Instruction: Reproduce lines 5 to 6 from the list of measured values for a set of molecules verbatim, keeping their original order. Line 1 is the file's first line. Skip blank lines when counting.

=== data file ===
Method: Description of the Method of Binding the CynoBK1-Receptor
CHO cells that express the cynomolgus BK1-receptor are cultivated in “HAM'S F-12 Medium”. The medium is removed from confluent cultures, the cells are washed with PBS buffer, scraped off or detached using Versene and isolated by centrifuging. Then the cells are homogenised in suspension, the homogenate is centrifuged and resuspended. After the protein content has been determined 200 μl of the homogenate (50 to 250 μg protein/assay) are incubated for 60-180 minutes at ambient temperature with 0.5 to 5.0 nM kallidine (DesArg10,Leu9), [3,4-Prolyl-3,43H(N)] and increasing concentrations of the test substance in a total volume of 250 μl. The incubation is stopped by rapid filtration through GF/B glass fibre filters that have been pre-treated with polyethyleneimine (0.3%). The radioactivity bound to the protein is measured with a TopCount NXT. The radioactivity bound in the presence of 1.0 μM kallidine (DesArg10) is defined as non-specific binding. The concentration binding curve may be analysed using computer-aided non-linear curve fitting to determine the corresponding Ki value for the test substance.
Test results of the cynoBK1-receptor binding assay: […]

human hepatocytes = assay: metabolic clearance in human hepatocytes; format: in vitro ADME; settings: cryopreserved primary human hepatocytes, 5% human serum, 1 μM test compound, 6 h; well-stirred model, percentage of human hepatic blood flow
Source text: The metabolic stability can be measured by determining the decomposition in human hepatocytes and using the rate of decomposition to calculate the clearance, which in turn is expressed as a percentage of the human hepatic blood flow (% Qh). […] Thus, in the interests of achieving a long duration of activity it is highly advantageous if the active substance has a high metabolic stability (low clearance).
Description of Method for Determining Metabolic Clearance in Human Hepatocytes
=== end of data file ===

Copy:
Source text: The metabolic stability can be measured by determining the decomposition in human hepatocytes and using the rate of decomposition to calculate the clearance, which in turn is expressed as a percentage of the human hepatic blood flow (% Qh). […] Thus, in the interests of achieving a long duration of activity it is highly advantageous if the active substance has a high metabolic stability (low clearance).
Description of Method for Determining Metabolic Clearance in Human Hepatocytes